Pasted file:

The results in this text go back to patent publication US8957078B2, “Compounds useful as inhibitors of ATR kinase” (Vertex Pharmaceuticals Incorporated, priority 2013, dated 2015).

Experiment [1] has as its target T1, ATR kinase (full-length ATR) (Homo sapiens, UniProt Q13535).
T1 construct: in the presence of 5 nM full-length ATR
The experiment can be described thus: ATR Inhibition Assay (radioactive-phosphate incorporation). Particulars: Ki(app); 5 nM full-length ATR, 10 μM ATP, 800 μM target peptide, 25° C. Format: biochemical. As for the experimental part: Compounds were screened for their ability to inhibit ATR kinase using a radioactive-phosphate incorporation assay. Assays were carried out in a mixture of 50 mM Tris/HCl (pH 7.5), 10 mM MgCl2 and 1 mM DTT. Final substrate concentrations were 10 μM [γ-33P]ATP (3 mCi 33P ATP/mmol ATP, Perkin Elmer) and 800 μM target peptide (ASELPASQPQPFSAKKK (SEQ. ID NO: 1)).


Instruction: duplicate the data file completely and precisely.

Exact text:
The results in this text go back to patent publication US8957078B2, “Compounds useful as inhibitors of ATR kinase” (Vertex Pharmaceuticals Incorporated, priority 2013, dated 2015).

Experiment [1] has as its target T1, ATR kinase (full-length ATR) (Homo sapiens, UniProt Q13535).
T1 construct: in the presence of 5 nM full-length ATR
The experiment can be described thus: ATR Inhibition Assay (radioactive-phosphate incorporation). Particulars: Ki(app); 5 nM full-length ATR, 10 μM ATP, 800 μM target peptide, 25° C. Format: biochemical. As for the experimental part: Compounds were screened for their ability to inhibit ATR kinase using a radioactive-phosphate incorporation assay. Assays were carried out in a mixture of 50 mM Tris/HCl (pH 7.5), 10 mM MgCl2 and 1 mM DTT. Final substrate concentrations were 10 μM [γ-33P]ATP (3 mCi 33P ATP/mmol ATP, Perkin Elmer) and 800 μM target peptide (ASELPASQPQPFSAKKK (SEQ. ID NO: 1)).